THE STORY OF GRANGE—1953-1960
Congregational Churches have now flourished in Reading for nearly 300 years. It is interesting to discover a significant similarity in the origins of the first, Broad Street Church, and the latest, Grange. it was in 1662 that Christopher Fowler, ejected from his living of St. Mary’s because of his nonconformity and Puritan ways, began holding conventiclers in his own home which soon became very well attended. It was from these meetings in a private house that there later grew the present Broad Street Church.
In 1953, God called two men and their families to live at Southcote and to offer themselves for the work of the new cause on this rapidly expanding estate. It was at one of these homes that the first meeting for worship was held and so came into being the Grange Church.
Earlier, a committee of members from Reading Churches had begun to investigate the possibilities of witness at Southcote and soon the present site had been purchased. However the building of a large new Church cannot be achieved overnight and without lengthy and arduous preparation, and it was to be six years before Grange could be officially opened.
Meanwhile another pressing problem was how to accommodate those who wished to worship every Sunday, private houses involving such a serious restriction in numbers, it was wonderful that at this time prayer was answered. A local farmer offered to reconstruct a small barn, which had been a dispensary for sick animals, for temporary use as a Church. One cannot but be impressed by this amazing example of the way in which God provides when He wants something done. This was the turning point and the decisive event in establishing the Church as it made so many things possible. Plans were immediately laid for regular Sunday evening services, Sunday School and Women’s meetings, and these were all put into action in May of 1954. The evening services were at first conducted by Ministers from the Reading Churches, and the following November a Congregational Church was formally constituted with 10 founder-members.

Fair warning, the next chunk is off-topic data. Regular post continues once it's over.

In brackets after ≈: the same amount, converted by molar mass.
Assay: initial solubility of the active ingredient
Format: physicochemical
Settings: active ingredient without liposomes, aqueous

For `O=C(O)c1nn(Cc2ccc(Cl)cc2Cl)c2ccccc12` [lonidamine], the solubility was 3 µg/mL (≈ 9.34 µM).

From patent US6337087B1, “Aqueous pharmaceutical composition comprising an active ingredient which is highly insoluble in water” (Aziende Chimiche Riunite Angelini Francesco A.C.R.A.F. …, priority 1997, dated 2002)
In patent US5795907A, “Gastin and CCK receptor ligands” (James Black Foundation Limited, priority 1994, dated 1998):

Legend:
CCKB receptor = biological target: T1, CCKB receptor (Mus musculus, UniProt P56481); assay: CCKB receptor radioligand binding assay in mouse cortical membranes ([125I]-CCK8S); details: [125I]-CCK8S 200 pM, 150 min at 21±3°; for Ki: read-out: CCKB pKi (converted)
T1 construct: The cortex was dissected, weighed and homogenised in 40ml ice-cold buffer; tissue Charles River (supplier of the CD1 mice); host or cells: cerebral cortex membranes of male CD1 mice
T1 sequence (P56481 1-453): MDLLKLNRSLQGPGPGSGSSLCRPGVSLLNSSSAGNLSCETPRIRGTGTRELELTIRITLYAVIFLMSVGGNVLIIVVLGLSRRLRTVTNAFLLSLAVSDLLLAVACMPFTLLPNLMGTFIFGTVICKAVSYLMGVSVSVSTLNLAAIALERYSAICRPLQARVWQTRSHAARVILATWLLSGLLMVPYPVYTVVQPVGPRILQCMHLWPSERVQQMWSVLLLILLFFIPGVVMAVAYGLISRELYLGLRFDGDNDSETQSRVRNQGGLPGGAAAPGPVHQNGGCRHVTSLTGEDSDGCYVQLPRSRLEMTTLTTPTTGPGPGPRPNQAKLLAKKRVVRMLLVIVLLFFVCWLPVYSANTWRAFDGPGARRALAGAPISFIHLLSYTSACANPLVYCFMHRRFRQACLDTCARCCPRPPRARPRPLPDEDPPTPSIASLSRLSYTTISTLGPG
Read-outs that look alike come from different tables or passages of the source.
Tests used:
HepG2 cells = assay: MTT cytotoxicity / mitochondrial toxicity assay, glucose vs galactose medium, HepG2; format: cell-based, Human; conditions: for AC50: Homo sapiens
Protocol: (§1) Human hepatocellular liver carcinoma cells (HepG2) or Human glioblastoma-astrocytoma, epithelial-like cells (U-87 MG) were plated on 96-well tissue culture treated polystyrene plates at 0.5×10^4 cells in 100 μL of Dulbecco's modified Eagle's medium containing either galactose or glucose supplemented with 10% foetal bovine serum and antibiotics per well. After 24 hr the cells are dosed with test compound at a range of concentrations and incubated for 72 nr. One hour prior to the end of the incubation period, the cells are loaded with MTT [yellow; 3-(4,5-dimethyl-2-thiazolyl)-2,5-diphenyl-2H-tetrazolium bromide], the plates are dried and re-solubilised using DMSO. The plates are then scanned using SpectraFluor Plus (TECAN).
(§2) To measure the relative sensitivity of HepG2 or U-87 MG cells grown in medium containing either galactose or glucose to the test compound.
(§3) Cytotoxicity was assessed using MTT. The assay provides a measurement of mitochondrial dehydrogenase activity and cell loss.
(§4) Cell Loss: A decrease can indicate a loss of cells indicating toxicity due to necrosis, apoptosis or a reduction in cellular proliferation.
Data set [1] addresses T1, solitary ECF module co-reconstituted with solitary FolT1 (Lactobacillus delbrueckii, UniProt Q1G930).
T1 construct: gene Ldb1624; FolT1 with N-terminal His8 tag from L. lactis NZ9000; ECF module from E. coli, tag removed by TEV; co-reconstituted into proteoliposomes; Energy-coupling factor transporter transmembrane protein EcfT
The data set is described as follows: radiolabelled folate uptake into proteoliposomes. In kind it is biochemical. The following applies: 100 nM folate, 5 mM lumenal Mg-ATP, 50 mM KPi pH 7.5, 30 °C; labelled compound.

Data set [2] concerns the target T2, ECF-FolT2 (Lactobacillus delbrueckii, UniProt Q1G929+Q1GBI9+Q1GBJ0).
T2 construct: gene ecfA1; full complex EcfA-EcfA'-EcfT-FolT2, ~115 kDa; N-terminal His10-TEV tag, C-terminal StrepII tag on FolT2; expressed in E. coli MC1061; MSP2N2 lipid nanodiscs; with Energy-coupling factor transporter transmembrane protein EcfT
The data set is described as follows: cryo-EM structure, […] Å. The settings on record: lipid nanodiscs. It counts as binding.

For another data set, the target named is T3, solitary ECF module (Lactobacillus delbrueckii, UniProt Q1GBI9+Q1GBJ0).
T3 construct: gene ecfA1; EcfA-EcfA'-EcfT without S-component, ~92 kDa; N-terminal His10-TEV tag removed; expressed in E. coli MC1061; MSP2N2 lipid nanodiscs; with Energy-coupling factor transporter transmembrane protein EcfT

Rapid progress was now being made and the number attending the various departments was steadily increasing. The Sunday School in particular was making great strides. Beginning with 39 scholars, it leapt to 76 and then 95 and continued to swell by some 10 children every week until an average of over 200 were being taught. The need for a full-time ministry here was becoming more and more evident, and in January, 1955, the Church Meeting sent a unanimous call to the Revd. Roger J. Hall of Western College, Bristol. This was accepted and our present minister was ordained in September at Broad Street.
During all this time the Southcote Committee had been meeting regularly, praying and planning for the construction of the Church on the site that had been purchased. Their problems were many, not the least being the enormous burden of finding the huge sum of money such a project would involve. But it was just at this time that the County Union was dealing with the Closure of Castle Street Congregational Church, and it was agreed that the proceeds of this sale would be devoted to the cause at Grange.. The Churches of the Union were helping to raise the remainder, whilst the fellowship at Grange was to provide for the furnishings. A Building Fund was set up and the proceeds of many of the Church’s activities were devoted to this. The great objective was a tremendous spur to the fellowship and the wonderful way in which everybody rallied to the cause was indeed heart warming.
The Committee visited many new Churches, seeking for ideas to incorporate in the plans for Grange, which were eventually completed in October of 1957, the actual work on the building being started in March of 1958. This year, 1958, was a most exciting one for us all Every day the passers-by could see the building taking shape—every day brought nearer the realisation of the dream of six years. The Church continued to worship in “The Barn” as it was affectionately called. The congregation was growing steadily. Many were the activities already being engaged in—Women’s Fellowship. Christmas Fayre, Jumble Sales, Concerts, Junior Christian Endeavour, Sunday School, Bible Study and even friendly cricket matches with other local Church teams—and all the time, everybody was awaiting and anticipating the Opening Day.
It came on November, 8th, 1958, an emotional occasion that few of us present will ever forget. We left the ceremony feeling that this was the beginning of a new chapter in the life of Grange. Our task was to consolidate the progress that had been made and to expand our scope of witness at Southcote. for this end, regular Sunday morning services have been held and also shorter mid-week services, a fine choir has been developed a Youth Fellowship has been formed and the Sunday School has been re-organised.
In the first six short years of its history, the Grange Free Church has become an Integral part of the estate; we pray that, soon, many more folk from the estate will become an integral part of Grange.
ROGER J. HALL.
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